Welcome to the end of the year. I hope your KPIs are full, your OKRs are wrapped, and your stretch plan have been met.
Today I want to make a number of predictions about technology companies and money that will turn out to be wrong and that I’ll regret making. But, it’s the holiday season, and who am I to not take part in Crunchbase News’s second annual Prediction week festivities?
What follows are various things that make sense to me today, with what is mostly available information as of mid-December. Of course, by February, I’ll hate this list and we’ll both make fun of it. Let’s go.
US Stock Market Outlook Stays Dim
As I write this on the 17th, domestic stocks just closed on a masterfully bad day. The Dow was off 507.53 points, or 2.11 percent. The S&P 500 left 54.01 points on the field, or 2.08 percent of its worth. And the tech-heavy Nasdaq ditched 159.93 points, or 2.27 percent. Those losses will probably bounce back as they have time and again this year. But I don’t see any reason why this year’s now-negative returns should be improved upon next year as the macro climate looks dim and the political climate worse. So, flat at best.
Supergiant Rounds Into Chinese Unicorns Slow
The staggering influx of capital into the Chinese startup scene will probably slow. Hell, just look at how much US money is chasing returns in China. That huge inflow is likely unsustainable. It looks like FOMO in dollar-form. And the other side of the FOMO coin isn’t JOMO (please!), it’s fear.
Uber Ends 2019 On Its $72B Private Valuation
We are staring down the barrel of an Uber IPO. Now just two questions remain. First, does Lyft get out first? And second, what’s Uber’s IPO price? There’s a lot of enthusiasm for Uber’s debut. After all, it’s going to attract endless media attention, the company has huge mindshare, and, perhaps, real growth ahead of it. But at net losses of over $1 billion quarterly as of Q3 of 2018, it’s hard to figure out how Uber can be worth more than the $72 billion it’s current price tag claims. Especially as its year-over-year growth rate slips.
Lyft Beats Uber To Public Markets
This guess answers our prior question. Lyft wants to get out first to set its own narrative. If Uber follows Lyft the larger company can still write its own story. If Lyft follows Uber, Uber’s saga will become the smaller company’s arc. That’s my read, and that’s why I think Lyft is going to get its S-1 public first and float ahead of its domestic rival.
Slack or Airbnb Stay Private
By that I mean that one of the two companies won’t go public in 2019. Both are expected to hit the S-1 button next year, but I doubt they both make it out unless the public markets prove astoundingly accommodative to decacorns. In that case, each of our two firms can get the price it wants and file. Make my day, Airbnb and Slack. Prove me wrong.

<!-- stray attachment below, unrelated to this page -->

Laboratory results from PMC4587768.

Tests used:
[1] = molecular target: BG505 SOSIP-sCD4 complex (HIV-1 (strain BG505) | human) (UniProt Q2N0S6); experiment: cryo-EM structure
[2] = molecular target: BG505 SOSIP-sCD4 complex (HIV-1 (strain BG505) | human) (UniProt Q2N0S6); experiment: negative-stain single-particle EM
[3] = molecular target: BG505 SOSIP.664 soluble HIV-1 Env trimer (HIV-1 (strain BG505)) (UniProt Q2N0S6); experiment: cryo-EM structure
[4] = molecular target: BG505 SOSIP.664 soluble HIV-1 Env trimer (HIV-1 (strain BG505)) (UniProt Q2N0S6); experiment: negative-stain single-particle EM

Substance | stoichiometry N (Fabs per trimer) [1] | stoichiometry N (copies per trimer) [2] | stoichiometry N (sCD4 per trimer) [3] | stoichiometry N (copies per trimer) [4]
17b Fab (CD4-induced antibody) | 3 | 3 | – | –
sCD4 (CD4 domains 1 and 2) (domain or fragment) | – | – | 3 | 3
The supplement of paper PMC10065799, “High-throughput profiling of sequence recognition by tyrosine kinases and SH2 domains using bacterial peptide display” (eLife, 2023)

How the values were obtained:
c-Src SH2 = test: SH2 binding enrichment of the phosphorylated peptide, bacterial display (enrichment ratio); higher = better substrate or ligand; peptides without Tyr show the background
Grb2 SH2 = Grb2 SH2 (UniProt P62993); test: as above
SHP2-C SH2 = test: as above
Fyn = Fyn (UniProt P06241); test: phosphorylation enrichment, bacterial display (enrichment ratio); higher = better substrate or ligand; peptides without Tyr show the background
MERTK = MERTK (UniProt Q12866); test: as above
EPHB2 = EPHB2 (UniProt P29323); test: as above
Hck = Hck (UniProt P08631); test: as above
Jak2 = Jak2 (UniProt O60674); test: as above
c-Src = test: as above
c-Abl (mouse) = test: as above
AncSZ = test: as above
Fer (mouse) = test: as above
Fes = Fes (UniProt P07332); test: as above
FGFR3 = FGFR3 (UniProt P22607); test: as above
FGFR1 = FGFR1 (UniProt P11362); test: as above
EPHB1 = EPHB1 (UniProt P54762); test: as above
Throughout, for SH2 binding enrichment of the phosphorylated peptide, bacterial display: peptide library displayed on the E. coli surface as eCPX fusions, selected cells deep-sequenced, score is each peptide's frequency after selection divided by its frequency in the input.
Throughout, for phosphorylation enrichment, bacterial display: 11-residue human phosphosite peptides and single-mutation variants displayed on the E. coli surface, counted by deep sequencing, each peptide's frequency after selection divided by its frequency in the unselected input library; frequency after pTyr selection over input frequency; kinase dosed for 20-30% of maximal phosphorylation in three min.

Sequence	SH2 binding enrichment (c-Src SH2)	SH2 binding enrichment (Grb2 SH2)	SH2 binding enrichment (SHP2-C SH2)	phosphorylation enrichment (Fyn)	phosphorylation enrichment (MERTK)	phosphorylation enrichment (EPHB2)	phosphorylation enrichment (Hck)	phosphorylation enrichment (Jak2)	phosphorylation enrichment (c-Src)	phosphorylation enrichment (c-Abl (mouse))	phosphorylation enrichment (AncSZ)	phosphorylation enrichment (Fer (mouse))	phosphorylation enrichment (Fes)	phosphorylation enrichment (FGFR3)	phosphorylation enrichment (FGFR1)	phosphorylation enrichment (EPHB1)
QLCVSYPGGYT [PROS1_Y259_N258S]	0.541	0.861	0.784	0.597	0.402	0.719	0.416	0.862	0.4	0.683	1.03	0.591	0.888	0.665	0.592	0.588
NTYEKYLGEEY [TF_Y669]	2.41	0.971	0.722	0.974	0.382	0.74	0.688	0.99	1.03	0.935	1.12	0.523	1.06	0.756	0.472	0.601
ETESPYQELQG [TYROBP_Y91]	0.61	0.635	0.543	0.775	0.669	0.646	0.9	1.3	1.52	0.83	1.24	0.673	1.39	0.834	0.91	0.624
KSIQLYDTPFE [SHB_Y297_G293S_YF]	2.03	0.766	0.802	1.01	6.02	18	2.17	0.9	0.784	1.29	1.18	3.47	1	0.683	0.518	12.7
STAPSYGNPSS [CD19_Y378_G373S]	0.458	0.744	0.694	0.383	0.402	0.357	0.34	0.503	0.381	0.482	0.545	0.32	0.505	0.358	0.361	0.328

Crypto Doesn’t Rebound
Why would it?
Public Multiples For Cloud Stocks End The Year Lower Than They Start
This is slightly linked to my Uber and Airbnb-Slack guesses. Each of those, and this prediction itself, are predicated on the idea of a general market price correction. Venture activity might not slip in dollar or round terms, but I suspect that public multiples (ARR multiples, and the value of other tech top lines) will contract, impacting private multiples as well. Why? Because historically normal valuation expectations would be viewed today as shockingly bearish. And no amount of ARRG-ing your way out of that discrepancy will help when sentiment inevitably shifts.
Mediocre Startups With Nine-Figure Valuations Begin To Fail
I have a hunch that, among all the strong companies out there building material revenue, there exist a healthy percent that aren’t. And those firms are going to struggle when — pick your analogy — winter comes as the tide goes out and someone isn’t wearing a bathing suit in the snow.
There’s my list of, it turns out, mostly pessimistic takes. Why so negative? Because this party has been rolling along for so long now, Douglas Adams wants his bit back. And when things are too good, for too long, they tend to correct.
But I’m probably going to be wrong, again, on that view as it was popular back in 2014 (read this, this, and this), and 2016, and both times I thought that the bear’s call was the correct note to sound.
Bulls ran straight through all that yucky pessimism, and startups managed to keep raising while public tech companies soared. Sure, liquidity was still a bit weak, but even that got better in 2018. So I doubt that I’ll be right this time, unless I am, in which case I’m really sorry.